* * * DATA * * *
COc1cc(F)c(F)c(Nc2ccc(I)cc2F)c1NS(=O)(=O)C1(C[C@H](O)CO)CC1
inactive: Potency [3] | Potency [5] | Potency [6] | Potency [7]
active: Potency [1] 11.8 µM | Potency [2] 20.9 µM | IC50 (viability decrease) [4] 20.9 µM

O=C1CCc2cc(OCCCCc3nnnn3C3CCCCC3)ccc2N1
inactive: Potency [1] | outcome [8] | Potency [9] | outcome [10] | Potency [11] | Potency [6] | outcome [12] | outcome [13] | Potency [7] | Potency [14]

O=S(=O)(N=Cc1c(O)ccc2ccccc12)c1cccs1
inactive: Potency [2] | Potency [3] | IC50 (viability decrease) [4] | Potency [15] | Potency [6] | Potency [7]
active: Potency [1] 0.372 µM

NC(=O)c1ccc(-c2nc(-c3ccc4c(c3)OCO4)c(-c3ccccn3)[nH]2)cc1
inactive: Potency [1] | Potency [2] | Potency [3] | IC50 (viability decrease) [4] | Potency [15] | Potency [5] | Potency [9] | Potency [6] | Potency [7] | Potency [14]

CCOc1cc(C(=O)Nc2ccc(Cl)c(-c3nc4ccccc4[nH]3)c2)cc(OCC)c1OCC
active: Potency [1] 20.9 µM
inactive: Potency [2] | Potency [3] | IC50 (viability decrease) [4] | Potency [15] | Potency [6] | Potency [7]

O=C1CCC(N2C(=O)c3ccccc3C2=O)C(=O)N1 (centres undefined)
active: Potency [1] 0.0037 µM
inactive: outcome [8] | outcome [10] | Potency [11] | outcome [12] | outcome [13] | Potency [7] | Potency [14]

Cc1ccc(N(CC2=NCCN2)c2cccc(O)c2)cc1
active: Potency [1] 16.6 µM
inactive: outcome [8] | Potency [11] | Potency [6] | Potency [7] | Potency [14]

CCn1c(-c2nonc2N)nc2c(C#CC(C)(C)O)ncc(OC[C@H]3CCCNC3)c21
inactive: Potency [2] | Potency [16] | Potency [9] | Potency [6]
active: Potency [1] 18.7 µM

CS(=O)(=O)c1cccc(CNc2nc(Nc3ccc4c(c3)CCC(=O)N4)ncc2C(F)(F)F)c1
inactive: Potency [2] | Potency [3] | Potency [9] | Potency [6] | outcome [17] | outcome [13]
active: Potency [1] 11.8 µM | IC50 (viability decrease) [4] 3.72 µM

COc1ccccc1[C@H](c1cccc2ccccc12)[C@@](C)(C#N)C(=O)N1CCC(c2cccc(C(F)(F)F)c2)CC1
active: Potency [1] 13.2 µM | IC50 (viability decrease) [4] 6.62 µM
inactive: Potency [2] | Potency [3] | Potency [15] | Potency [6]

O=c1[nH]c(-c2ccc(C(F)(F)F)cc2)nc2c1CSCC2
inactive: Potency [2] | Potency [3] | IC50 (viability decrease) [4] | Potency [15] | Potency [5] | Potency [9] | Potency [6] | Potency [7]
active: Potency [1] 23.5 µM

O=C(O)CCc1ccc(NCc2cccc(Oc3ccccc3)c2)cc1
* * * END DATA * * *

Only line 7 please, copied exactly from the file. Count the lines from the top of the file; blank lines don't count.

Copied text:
inactive: Potency [2] | Potency [3] | IC50 (viability decrease) [4] | Potency [15] | Potency [6] | Potency [7]